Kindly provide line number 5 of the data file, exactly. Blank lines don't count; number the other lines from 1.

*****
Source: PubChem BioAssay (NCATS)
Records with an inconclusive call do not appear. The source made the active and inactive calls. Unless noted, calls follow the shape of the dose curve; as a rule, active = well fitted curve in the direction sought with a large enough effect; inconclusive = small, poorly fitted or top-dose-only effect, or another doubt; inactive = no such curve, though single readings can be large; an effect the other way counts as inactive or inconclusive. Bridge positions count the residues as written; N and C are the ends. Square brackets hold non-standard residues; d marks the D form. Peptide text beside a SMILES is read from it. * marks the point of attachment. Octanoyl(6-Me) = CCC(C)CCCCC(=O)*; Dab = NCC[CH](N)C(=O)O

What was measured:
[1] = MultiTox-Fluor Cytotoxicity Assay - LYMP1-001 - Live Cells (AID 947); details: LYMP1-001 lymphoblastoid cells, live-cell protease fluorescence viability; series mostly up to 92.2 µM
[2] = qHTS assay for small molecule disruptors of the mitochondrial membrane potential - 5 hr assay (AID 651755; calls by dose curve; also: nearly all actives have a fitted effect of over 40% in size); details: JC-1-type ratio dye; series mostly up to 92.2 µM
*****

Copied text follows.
[2] = qHTS assay for small molecule disruptors of the mitochondrial membrane potential - 5 hr assay (AID 651755; calls by dose curve; also: nearly all actives have a fitted effect of over 40% in size); details: JC-1-type ratio dye; series mostly up to 92.2 µM